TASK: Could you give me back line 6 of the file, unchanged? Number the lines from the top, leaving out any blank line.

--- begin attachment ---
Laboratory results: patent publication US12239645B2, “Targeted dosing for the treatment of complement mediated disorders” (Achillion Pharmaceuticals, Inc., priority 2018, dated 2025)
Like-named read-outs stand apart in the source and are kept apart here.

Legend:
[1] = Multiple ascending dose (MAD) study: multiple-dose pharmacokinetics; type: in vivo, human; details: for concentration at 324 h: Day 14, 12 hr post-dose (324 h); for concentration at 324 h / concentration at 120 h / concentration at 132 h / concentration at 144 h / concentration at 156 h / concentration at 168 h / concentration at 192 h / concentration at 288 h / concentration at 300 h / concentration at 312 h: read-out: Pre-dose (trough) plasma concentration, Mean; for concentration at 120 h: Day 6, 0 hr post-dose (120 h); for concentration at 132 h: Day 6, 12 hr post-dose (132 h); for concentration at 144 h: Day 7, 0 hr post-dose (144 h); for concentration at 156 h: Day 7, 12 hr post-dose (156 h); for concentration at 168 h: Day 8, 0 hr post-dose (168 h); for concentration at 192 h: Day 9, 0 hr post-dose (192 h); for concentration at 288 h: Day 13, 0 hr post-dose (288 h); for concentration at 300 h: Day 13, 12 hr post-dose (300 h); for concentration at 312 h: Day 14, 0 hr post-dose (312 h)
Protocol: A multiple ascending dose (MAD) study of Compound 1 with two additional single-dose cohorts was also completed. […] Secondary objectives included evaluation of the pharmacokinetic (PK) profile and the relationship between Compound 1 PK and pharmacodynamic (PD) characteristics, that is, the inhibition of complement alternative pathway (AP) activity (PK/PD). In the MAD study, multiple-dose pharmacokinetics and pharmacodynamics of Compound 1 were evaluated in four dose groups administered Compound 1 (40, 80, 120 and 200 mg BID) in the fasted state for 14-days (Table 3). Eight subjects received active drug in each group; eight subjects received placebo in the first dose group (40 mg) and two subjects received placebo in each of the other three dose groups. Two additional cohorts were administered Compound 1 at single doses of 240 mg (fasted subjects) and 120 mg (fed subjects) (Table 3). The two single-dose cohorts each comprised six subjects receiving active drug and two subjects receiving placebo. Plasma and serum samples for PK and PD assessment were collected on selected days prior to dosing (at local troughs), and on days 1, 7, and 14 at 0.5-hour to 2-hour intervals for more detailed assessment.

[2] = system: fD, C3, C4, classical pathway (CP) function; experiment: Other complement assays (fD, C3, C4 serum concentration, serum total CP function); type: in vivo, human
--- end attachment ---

[2] = system: fD, C3, C4, classical pathway (CP) function; experiment: Other complement assays (fD, C3, C4 serum concentration, serum total CP function); type: in vivo, human